As long ago as 1872, Miss Hubbard and Sir J. Kay Shuttleworth ably and earnestly advocated this principle, chiefly on the grounds that the children themselves would derive much benefit from the gentle cultured training they would receive from constant association with well-taught, high-principled ladies, and also that the ladies themselves would be able to do more satisfactory and remunerative work in a State-paid and governed school, than they could in the uncertain and dependent capacity of private governesses. The chief advantages pointed out by Miss Hubbard still exist, and are indeed proved and emphasised by gentlewomen who have since taken up the work. The pay ranges upwards from £65 per annum in the country, or £85 under L. S. B., where a student fresh from college can begin as assistant, with the responsibility of one class only, up to £200 or even more as, head mistress of a large and important school. Frequently, too, in the country there is the advantage of a schoolhouse, in which one can make a pleasant home. The hours of teaching are short, usually six to seven hours daily, with leisure evenings, and generally a free Saturday and Sunday; moreover, the prospect of rising, together with a definite yearly programme of work to be done, gives hope, zest, and purpose to the daily round.

Among the disadvantages of the work, spoken of by those actually, engaged in it, is the difficulty experienced by many in handling large numbers of children; for classes in large schools frequently contain fifty to sixty scholars. Having served no apprenticeship as pupil teachers, ladies have their inexperience in this art of teaching numbers to contend with; to many it is discouraging in the extreme, and there is nothing for it but sheer determination to succeed, by getting hold of the affections and good sense of the children, and compelling their attention to interesting, well-taught lessons. The strain of this sort of work is often severely felt, also the physical discomforts arising from dirt, dinginess, and poor surroundings, especially in large cities; but still above and beyond all fatigue, discouragements, loneliness, shines the steady certainty that the work needs doing, that the children do improve, if slowly, for they are being trained and educated, not "crammed" simply to pass each inspection.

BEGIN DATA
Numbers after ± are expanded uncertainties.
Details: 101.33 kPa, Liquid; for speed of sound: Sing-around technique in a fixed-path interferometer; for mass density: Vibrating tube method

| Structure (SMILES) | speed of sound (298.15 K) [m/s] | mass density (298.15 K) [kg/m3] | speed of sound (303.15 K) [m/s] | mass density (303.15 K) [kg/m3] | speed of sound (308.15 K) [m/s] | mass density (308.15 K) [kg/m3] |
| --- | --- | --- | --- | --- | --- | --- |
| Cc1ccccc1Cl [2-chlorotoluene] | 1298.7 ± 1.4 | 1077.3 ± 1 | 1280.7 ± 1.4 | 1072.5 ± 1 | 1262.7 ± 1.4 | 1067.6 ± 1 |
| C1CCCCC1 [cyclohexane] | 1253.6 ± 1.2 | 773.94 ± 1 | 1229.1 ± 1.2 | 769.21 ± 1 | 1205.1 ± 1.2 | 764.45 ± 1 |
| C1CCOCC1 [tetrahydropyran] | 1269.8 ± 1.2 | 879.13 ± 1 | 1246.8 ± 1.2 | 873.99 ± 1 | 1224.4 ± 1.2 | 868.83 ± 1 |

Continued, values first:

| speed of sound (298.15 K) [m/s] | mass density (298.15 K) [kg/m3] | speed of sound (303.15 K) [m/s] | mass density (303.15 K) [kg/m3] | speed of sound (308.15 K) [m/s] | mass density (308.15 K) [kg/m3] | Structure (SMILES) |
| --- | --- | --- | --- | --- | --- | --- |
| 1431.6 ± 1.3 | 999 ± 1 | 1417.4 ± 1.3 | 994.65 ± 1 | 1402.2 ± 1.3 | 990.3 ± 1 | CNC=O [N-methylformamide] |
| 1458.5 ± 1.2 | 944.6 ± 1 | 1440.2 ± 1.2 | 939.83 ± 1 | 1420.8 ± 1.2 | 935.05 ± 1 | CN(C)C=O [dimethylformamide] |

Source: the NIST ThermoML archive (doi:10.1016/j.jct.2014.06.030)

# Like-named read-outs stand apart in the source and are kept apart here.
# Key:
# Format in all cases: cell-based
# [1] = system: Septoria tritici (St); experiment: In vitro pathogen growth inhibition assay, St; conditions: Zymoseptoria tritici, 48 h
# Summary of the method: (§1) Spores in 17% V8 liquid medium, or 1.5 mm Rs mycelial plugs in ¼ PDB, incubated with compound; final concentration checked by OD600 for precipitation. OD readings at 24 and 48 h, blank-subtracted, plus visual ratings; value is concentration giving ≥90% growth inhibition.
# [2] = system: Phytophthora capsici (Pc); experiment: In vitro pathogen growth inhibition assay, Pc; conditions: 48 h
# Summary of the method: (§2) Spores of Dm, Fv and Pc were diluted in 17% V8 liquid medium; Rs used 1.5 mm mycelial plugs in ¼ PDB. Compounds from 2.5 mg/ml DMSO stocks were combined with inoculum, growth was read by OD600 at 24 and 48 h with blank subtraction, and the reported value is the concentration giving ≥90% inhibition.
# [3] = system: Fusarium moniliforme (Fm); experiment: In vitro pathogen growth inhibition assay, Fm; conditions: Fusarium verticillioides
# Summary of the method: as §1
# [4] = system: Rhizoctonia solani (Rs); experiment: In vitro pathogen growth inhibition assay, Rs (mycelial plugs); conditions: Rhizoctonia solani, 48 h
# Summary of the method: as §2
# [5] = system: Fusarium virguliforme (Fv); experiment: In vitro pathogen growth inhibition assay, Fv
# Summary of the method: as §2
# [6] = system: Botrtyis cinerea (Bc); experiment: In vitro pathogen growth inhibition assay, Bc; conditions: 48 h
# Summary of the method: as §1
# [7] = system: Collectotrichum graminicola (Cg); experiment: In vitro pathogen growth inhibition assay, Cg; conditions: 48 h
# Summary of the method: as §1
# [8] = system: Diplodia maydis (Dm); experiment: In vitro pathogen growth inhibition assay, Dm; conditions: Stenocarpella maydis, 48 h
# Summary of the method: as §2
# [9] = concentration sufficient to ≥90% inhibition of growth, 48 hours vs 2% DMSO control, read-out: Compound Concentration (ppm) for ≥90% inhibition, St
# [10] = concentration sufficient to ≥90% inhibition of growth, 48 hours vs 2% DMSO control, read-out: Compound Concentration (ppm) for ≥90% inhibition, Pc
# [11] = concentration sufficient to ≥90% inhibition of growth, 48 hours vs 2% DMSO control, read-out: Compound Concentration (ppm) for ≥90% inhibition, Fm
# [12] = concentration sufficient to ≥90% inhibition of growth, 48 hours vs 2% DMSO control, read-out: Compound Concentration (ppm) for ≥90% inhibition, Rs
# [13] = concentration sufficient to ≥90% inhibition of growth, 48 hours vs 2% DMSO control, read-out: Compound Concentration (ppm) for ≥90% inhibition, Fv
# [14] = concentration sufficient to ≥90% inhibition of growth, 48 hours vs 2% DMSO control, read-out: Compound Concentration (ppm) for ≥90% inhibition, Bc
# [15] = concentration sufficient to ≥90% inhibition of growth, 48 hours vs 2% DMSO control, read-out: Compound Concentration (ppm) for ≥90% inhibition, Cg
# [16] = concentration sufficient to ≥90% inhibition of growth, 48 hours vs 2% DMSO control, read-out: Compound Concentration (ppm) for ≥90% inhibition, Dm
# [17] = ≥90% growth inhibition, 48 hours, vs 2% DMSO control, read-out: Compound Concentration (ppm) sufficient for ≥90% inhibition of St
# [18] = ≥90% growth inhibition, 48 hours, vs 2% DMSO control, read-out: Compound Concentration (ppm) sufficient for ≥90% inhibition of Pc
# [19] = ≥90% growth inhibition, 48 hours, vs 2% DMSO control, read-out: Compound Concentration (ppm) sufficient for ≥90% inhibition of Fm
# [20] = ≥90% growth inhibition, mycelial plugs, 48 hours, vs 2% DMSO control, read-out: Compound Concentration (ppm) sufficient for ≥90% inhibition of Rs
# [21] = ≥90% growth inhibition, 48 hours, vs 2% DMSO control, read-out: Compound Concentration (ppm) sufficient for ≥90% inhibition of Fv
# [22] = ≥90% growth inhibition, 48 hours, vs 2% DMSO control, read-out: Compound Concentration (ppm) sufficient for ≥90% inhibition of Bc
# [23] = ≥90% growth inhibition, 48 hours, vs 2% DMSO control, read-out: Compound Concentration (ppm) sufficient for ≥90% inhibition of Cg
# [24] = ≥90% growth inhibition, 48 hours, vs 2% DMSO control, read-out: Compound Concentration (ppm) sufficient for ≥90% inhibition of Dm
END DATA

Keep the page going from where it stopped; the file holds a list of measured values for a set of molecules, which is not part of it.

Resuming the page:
And this brings us to the question, what manner of woman is likely to be successful in elementary school work, and what special qualifications and training must she possess? In the first place, she must be truly "gentle," not "genteel"; she must be robust in health, both of body and mind, to stand the physical fatigue and anxieties that belong to the profession especially till the case and skill born of experience be gained. Added to this, she will need enthusiasm for the work, with an interested knowledge of matters affecting the working classes, and a humble belief in the principle that "that which acts most powerfully on the condition of a school, is the character of the teacher."

When Miss Hubbard advocated the scheme of ladies working as elementary teachers, she also advocated the founding of a training college, especially arranged and intended for women already possessing general education and culture, though lacking technical training. Bishop Otter College, Chichester, opened in 1873 "for the training of ladies as elementary schoolmistresses," was the result of her advocacy and energy. The buildings are delightfully situated between Chichester and the South Downs, and every possible arrangement for the health, comfort, and well-being of the students is carefully thought out and provided for. There are very few of the two hundred or more students who have passed through the college since 1873 who do not look back upon their period of "training" as a very happy and profitable time, full of interesting associations, new ideas, and mental growth. The college course, which covers two years, is founded on the syllabus issued by the Education Department.

Students, who must be over eighteen, usually pass the scholarship examination in July, and enter college in the following January, as Queen's scholars. Their fees are £20 per annum. These Queen's scholars sign an agreement to reside in college two years, and afterwards to teach in elementary schools until they have gained their parchment certificates. Usually this takes two or three years. Private students, who do not sit for the scholarship, also enter in January, and generally stay two years. They pay £50 per annum, and sign no agreement.

The majority of students trained in the college, now at work at home or abroad, are earning a comfortable independence, while happy and successful in their work. Surely, then, this employment of ladies in elementary schools may be considered a legitimate opening for the energies of earnest and capable workers, who are doing what they can towards the great end of drawing the unhappily still divided "classes" together.

Frances Epps.

Typed by happi, January 2016